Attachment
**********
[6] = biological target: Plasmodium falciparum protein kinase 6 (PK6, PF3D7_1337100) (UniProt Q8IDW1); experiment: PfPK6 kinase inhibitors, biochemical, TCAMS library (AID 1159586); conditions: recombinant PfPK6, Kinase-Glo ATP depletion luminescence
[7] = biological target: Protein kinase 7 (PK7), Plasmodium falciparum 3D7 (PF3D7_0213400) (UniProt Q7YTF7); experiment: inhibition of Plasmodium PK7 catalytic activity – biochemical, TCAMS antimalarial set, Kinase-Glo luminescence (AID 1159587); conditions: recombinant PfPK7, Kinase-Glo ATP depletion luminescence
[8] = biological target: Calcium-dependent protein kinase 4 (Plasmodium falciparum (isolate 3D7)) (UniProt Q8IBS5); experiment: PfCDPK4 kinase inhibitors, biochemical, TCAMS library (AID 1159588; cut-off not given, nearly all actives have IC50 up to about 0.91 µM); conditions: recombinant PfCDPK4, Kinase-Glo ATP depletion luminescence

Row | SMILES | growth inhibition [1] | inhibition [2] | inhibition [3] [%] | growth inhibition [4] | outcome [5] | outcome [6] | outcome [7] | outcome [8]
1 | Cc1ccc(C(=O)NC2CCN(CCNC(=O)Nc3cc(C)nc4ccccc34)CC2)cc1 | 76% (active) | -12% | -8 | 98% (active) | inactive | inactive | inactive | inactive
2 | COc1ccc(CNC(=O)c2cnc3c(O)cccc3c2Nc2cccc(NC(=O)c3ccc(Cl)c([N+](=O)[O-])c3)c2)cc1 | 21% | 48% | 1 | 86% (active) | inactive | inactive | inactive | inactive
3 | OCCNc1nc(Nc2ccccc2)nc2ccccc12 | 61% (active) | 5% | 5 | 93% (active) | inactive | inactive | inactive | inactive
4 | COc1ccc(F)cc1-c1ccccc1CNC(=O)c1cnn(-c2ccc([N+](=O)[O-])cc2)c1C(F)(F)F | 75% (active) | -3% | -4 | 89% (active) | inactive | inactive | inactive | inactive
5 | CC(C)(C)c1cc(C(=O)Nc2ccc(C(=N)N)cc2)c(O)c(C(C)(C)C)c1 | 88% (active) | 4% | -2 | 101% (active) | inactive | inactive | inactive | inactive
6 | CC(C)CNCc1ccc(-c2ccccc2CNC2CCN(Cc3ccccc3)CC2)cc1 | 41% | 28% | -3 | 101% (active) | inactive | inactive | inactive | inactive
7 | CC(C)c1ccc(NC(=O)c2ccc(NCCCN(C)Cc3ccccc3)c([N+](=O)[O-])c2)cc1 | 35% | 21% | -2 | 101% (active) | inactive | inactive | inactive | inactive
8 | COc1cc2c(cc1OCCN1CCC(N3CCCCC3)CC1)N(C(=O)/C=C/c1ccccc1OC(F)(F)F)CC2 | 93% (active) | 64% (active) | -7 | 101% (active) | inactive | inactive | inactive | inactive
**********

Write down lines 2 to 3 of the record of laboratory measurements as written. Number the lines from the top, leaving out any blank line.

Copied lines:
[7] = biological target: Protein kinase 7 (PK7), Plasmodium falciparum 3D7 (PF3D7_0213400) (UniProt Q7YTF7); experiment: inhibition of Plasmodium PK7 catalytic activity – biochemical, TCAMS antimalarial set, Kinase-Glo luminescence (AID 1159587); conditions: recombinant PfPK7, Kinase-Glo ATP depletion luminescence
[8] = biological target: Calcium-dependent protein kinase 4 (Plasmodium falciparum (isolate 3D7)) (UniProt Q8IBS5); experiment: PfCDPK4 kinase inhibitors, biochemical, TCAMS library (AID 1159588; cut-off not given, nearly all actives have IC50 up to about 0.91 µM); conditions: recombinant PfCDPK4, Kinase-Glo ATP depletion luminescence